The Green River is one of the top three most productive salmon streams in the Puget Sound region, thanks in part to actions that King County and partners have taken over the past 20 years. But the habitat in the middle section of the Green River was degraded during the second half of the 20th century as the result of landscape changes, including dam construction, fewer trees upstream falling into the river to add complexity, and levees that constricted the river, reducing and damaging habitat for juvenile salmon.
King County acquired 41 acres for the $6.2 million project in 2018, primarily with funds generated by Conservation Futures. It is part of the Land Conservation Initiative, a regional partnership Executive Constantine launched in 2016 to protect 65,000 acres of the highest conservation-value open space in King County within a single generation.
It is the latest in a series of projects led by King County and partners to restore watersheds to their natural state to achieve multiple benefits, advancing Executive Constantine’s Clean Water Healthy Habitat initiative to produce better results faster for people, salmon, and orcas.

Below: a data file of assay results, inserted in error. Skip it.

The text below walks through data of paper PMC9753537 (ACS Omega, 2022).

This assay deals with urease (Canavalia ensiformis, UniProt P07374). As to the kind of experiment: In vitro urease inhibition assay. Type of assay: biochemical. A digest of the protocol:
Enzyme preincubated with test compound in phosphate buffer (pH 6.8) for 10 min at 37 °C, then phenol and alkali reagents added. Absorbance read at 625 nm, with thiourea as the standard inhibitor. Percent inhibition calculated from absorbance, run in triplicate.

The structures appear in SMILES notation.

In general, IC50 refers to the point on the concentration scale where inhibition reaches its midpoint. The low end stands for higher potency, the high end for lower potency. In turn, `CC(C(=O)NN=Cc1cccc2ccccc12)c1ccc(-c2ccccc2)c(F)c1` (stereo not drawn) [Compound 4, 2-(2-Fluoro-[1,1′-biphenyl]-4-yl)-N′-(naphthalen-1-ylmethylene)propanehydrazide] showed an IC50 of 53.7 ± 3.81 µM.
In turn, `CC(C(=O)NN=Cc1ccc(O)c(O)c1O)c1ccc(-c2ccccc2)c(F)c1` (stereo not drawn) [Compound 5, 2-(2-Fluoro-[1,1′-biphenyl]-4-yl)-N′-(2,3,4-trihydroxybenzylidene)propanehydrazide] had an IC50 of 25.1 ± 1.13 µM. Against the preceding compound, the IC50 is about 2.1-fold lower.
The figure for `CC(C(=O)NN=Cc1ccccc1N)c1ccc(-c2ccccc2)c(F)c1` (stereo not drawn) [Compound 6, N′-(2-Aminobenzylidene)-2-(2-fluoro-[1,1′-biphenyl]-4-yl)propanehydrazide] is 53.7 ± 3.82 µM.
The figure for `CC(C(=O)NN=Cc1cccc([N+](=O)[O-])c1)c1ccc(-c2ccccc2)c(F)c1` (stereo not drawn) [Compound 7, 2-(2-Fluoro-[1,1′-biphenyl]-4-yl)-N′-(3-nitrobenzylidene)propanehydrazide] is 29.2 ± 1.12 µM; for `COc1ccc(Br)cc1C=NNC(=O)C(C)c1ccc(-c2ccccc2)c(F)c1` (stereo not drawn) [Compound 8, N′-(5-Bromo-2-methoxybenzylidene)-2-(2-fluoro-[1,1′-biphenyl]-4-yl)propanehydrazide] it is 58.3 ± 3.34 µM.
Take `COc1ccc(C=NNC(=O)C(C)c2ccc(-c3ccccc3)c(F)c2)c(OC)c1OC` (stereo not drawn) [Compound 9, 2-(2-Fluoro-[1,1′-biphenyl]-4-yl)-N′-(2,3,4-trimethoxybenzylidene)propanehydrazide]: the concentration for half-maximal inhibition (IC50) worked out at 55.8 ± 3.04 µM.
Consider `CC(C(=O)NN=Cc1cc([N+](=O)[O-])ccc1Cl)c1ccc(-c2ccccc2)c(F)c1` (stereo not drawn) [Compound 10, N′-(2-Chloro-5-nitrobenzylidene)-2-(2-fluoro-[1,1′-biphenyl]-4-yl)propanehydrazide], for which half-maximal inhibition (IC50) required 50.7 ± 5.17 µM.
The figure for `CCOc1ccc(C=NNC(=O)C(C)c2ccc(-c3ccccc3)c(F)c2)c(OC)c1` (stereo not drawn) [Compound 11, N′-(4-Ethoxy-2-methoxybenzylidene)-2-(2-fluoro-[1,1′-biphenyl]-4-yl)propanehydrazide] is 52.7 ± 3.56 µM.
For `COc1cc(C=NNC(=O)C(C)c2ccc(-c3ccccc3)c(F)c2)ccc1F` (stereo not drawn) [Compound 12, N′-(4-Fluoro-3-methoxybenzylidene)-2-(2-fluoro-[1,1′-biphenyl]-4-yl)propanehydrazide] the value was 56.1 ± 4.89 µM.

- VIDEO: Restoring habitat, reducing flood risks on the Green River
- VIDEO: A major restoration project along the Green River
- PHOTO GALLERY: Celebrating the completion of the restoration project
- VIDEO: B-roll package available for download
- Project overview
- Clean Water Healthy Habitat
- Tracks: An interactive map tracking progress on environmental stewardship
Our staff and partners have completed one of the biggest restoration projects ever attempted along the Green River, an achievement that will improve salmon habitat, provide more food for Puget Sound orca, and protect homes, farms, and roads from flooding and erosion. Throughout King County, we are restoring watersheds to a more natural state for the benefit of all living things that call this spectacular place home.
The Lones Levee project is a great example of multiple partners coming together on the Green River to create a better environment for our salmon while still ensuring residents and properties are protected from flooding. This type of collaboration should be our goal as we work to improve conditions in the Green for future generations.
For more information, contact:
Doug Williams, Department of Natural Resources and Parks, 206-477-4543